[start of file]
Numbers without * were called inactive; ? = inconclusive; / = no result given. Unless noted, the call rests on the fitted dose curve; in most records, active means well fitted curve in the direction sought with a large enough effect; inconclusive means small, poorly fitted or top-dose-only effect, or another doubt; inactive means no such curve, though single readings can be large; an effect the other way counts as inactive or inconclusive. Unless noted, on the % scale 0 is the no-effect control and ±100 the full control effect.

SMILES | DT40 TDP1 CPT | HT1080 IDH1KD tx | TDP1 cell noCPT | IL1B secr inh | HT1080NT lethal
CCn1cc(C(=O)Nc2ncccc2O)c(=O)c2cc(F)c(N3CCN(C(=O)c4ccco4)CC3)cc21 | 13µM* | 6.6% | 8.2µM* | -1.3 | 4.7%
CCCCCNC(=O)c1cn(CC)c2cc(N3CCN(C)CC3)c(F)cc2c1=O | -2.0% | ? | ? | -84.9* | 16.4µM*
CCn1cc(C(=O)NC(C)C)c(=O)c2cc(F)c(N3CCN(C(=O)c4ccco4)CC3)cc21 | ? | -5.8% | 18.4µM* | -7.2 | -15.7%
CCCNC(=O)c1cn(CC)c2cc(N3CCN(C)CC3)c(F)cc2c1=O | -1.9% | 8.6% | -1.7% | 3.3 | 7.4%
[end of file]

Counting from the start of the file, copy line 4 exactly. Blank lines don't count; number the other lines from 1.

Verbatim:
CCCCCNC(=O)c1cn(CC)c2cc(N3CCN(C)CC3)c(F)cc2c1=O | -2.0% | ? | ? | -84.9* | 16.4µM*